Two historical events acted as an economic stimulus on Westport. The first occurred in 1804, when President Thomas Jefferson authorized the purchase of land west of Kentucky. The second was the arrival of the steamboat.
Meanwhile, a third historical event – the construction of the railroad – beckoned the town’s economic decline.
Today, merchants such as Morgan are attempting to position Westport as a tourist destination. They are meeting with some success.
“I think people feel like they’ve discovered some kind of secret place when they come here,” Morgan said.
Indeed, they have.
Turn off Hwy. 42 and onto the narrow, hilly two-lane road that comprises Hwy. 524 and get ready to be greeted by wide open spaces and tranquility. Cell phones don’t work in Westport. There is also an absence of super-sized houses sitting atop one-acre plots of land. Dotted along the Ohio River are a few larger homes, but not enough to block roadside views of the river.
An unfettered view is one thing that attracted Will and Laura Crawford to Westport. Several years ago, the couple and their two young children, Wyatt, 10, and Flynn, 8, were looking to relocate to Oldham County. After a frustrating day of house-hunting, Will suggested they take a drive along Hwy. 524.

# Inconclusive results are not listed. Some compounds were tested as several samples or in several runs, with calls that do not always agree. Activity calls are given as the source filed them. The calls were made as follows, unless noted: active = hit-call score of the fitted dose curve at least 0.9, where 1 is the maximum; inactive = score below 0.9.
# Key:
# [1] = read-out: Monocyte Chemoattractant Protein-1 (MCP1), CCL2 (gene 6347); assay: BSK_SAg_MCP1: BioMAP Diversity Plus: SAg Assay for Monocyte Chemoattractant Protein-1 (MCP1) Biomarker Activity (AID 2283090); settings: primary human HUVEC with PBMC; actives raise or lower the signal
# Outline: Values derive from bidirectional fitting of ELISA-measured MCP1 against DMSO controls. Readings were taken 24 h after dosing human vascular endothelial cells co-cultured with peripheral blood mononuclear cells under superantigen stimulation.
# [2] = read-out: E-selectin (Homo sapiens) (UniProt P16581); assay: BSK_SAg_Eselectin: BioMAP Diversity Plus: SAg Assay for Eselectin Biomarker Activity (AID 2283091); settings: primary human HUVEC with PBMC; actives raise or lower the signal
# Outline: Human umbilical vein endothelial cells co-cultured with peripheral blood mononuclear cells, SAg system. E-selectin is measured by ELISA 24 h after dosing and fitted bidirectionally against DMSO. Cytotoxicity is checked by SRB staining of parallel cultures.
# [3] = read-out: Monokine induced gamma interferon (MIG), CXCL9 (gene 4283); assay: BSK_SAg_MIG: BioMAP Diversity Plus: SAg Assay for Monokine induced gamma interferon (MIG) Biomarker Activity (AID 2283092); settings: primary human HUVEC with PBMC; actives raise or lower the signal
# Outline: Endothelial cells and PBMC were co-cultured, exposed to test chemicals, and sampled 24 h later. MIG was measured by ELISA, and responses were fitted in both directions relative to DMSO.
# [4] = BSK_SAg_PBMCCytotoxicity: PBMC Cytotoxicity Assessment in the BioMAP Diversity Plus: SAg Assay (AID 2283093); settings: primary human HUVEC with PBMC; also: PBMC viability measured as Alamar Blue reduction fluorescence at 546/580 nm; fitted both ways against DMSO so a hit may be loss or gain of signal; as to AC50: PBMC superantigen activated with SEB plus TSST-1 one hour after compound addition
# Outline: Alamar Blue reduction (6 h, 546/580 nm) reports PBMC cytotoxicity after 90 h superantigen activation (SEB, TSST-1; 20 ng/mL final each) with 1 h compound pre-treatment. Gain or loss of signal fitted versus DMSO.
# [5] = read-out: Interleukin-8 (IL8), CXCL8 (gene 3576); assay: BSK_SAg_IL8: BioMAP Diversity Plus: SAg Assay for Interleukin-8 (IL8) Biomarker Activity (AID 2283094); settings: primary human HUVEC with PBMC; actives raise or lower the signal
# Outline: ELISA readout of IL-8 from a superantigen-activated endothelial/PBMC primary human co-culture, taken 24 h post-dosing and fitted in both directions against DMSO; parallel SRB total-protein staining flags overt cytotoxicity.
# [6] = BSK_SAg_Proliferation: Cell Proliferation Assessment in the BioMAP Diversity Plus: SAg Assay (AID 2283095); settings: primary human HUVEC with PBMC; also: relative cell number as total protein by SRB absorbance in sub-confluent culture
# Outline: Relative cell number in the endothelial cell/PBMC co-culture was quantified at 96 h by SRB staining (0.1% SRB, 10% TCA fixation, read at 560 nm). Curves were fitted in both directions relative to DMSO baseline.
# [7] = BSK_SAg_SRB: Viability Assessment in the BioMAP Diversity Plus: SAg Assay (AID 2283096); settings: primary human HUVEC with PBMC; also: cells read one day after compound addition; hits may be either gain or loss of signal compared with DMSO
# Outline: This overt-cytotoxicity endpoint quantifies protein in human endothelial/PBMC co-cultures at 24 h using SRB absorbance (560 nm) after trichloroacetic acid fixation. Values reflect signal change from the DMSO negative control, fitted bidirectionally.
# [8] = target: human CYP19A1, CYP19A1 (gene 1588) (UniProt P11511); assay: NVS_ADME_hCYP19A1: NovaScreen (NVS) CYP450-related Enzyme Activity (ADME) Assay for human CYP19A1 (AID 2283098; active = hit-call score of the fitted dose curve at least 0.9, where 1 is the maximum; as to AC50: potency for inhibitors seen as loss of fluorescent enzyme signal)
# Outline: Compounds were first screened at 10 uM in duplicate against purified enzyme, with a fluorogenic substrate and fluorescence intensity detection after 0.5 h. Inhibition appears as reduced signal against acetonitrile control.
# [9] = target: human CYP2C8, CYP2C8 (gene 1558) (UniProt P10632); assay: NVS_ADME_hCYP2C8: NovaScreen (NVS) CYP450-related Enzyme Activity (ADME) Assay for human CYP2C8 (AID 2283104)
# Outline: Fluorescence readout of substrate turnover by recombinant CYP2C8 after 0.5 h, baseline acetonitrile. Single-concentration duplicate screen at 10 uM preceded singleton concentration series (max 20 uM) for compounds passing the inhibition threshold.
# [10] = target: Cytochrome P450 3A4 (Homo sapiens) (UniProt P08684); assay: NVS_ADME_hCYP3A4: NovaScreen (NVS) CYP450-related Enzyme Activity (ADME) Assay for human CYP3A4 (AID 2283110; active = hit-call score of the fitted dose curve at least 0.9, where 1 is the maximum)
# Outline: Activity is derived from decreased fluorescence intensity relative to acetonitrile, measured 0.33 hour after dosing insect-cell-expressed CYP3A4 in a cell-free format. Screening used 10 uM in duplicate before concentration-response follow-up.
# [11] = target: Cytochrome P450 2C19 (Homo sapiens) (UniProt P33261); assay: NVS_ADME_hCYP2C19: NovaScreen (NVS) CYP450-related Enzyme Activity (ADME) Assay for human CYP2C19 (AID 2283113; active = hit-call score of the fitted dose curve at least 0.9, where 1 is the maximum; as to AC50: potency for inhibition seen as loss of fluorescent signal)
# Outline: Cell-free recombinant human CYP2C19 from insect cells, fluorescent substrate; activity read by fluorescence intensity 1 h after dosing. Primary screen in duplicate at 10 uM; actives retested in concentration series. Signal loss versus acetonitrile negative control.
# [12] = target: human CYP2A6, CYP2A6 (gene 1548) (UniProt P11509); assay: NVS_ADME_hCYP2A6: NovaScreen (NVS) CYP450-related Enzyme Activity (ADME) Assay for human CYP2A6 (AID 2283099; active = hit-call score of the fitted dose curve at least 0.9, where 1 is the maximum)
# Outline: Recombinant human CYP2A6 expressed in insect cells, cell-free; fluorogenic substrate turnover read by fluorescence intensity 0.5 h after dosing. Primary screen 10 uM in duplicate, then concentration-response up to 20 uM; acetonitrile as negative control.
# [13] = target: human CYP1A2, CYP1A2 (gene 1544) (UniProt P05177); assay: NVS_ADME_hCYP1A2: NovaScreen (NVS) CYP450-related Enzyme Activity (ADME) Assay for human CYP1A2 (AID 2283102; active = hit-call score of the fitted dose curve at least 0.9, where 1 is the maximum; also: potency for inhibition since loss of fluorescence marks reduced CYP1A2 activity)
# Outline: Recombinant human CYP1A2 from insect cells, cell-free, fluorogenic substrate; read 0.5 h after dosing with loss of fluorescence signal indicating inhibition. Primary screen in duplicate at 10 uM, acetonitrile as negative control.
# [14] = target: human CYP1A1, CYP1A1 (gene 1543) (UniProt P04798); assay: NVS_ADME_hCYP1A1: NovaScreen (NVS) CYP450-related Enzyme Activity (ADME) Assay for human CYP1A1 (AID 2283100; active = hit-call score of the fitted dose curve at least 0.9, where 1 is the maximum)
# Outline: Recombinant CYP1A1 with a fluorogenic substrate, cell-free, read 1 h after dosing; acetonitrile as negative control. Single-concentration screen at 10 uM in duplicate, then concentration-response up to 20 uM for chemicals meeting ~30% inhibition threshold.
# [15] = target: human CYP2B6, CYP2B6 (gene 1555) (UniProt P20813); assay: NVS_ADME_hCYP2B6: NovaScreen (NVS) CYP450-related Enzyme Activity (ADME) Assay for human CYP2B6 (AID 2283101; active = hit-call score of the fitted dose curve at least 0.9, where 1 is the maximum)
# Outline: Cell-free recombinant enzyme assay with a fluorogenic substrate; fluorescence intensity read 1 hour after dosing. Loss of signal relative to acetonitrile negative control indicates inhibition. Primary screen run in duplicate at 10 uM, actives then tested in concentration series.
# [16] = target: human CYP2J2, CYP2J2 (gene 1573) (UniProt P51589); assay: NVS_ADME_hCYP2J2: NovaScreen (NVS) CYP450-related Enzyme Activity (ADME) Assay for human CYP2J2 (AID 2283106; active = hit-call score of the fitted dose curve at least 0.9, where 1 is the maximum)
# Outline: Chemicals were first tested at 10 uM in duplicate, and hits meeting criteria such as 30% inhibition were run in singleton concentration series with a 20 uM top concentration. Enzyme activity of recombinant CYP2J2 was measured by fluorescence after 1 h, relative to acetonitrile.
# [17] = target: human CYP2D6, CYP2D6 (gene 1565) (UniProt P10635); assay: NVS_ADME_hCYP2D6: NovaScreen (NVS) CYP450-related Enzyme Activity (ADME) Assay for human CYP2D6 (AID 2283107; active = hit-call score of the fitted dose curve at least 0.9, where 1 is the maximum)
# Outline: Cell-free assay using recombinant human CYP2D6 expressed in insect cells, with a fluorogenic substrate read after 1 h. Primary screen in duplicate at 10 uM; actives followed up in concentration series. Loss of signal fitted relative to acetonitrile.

Lea Nachtman

Photo by Don Ward

Lea Nachtman’s Knock on Wood
specializes in handcrafted furniture.

“I looked over at Laura, and her whole face changed,” Crawford recalled.
The Crawfords were so enthralled with Westport that they eventually purchased a circa 1830s home in the city.
Later, they bought the building site of the former Westport General Store at 7008 Main St., restored the interior and re-opened the business in October 2003.
“We wanted a way to stay down in the valley,” Crawford said of the couple’s decision to own and operate the eatery.
Will Crawford’s mother was a caterer, and the 40-year-old has an extensive food service background that includes a stint at Louisville’s upscale Vincenzo’s Italian Restaurant.
But Laura Crawford, 42, a writer and video producer, entered the venture with far less experience.
“It’s been a model of learn as we go,” Crawford said. “We know what a good evening for us is. We enjoy entertaining.”
On a recent Wednesday night, Crestwood, Ky., residents Steve and Dr. Cynthia Stafford dined on bison burgers and shared their impressions of the Westport General Store.